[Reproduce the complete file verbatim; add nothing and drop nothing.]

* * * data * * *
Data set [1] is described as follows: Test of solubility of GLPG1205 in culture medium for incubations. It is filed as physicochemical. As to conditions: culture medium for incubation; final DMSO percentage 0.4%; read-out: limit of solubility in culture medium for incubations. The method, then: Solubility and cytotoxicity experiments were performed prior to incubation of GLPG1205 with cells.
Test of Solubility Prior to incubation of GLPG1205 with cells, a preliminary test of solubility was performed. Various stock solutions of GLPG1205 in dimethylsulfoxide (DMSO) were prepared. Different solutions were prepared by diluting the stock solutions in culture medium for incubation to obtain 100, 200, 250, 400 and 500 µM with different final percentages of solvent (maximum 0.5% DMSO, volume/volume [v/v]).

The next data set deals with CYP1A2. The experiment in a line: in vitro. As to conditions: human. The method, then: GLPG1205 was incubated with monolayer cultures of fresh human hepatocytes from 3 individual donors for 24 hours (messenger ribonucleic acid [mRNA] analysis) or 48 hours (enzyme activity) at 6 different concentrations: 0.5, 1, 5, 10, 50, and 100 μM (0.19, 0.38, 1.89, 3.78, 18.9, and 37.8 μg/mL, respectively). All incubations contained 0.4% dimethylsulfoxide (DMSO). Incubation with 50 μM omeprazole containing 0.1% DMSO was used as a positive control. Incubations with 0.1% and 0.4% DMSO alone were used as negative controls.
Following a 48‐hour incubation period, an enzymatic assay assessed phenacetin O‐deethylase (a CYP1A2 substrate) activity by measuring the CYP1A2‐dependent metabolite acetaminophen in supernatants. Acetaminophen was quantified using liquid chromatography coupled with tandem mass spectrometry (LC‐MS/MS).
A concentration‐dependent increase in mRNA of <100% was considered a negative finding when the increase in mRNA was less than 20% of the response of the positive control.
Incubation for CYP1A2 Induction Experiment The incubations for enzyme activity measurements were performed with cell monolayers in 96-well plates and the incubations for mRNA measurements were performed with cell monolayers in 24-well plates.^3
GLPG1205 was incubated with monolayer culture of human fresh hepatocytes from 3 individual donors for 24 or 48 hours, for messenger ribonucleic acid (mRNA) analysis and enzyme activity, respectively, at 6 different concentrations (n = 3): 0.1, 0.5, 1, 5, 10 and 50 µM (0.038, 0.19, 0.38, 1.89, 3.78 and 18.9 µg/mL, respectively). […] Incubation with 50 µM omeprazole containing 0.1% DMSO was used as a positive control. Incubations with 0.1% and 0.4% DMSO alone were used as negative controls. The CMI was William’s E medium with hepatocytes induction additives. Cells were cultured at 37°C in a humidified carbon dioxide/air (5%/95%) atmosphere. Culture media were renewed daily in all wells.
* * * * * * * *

Data set [1] is described as follows: Test of solubility of GLPG1205 in culture medium for incubations. It is filed as physicochemical. As to conditions: culture medium for incubation; final DMSO percentage 0.4%; read-out: limit of solubility in culture medium for incubations. The method, then: Solubility and cytotoxicity experiments were performed prior to incubation of GLPG1205 with cells.
Test of Solubility Prior to incubation of GLPG1205 with cells, a preliminary test of solubility was performed. Various stock solutions of GLPG1205 in dimethylsulfoxide (DMSO) were prepared. Different solutions were prepared by diluting the stock solutions in culture medium for incubation to obtain 100, 200, 250, 400 and 500 µM with different final percentages of solvent (maximum 0.5% DMSO, volume/volume [v/v]).

The next data set deals with CYP1A2. The experiment in a line: in vitro. As to conditions: human. The method, then: GLPG1205 was incubated with monolayer cultures of fresh human hepatocytes from 3 individual donors for 24 hours (messenger ribonucleic acid [mRNA] analysis) or 48 hours (enzyme activity) at 6 different concentrations: 0.5, 1, 5, 10, 50, and 100 μM (0.19, 0.38, 1.89, 3.78, 18.9, and 37.8 μg/mL, respectively). All incubations contained 0.4% dimethylsulfoxide (DMSO). Incubation with 50 μM omeprazole containing 0.1% DMSO was used as a positive control. Incubations with 0.1% and 0.4% DMSO alone were used as negative controls.
Following a 48‐hour incubation period, an enzymatic assay assessed phenacetin O‐deethylase (a CYP1A2 substrate) activity by measuring the CYP1A2‐dependent metabolite acetaminophen in supernatants. Acetaminophen was quantified using liquid chromatography coupled with tandem mass spectrometry (LC‐MS/MS).
A concentration‐dependent increase in mRNA of <100% was considered a negative finding when the increase in mRNA was less than 20% of the response of the positive control.
Incubation for CYP1A2 Induction Experiment The incubations for enzyme activity measurements were performed with cell monolayers in 96-well plates and the incubations for mRNA measurements were performed with cell monolayers in 24-well plates.^3
GLPG1205 was incubated with monolayer culture of human fresh hepatocytes from 3 individual donors for 24 or 48 hours, for messenger ribonucleic acid (mRNA) analysis and enzyme activity, respectively, at 6 different concentrations (n = 3): 0.1, 0.5, 1, 5, 10 and 50 µM (0.038, 0.19, 0.38, 1.89, 3.78 and 18.9 µg/mL, respectively). […] Incubation with 50 µM omeprazole containing 0.1% DMSO was used as a positive control. Incubations with 0.1% and 0.4% DMSO alone were used as negative controls. The CMI was William’s E medium with hepatocytes induction additives. Cells were cultured at 37°C in a humidified carbon dioxide/air (5%/95%) atmosphere. Culture media were renewed daily in all wells.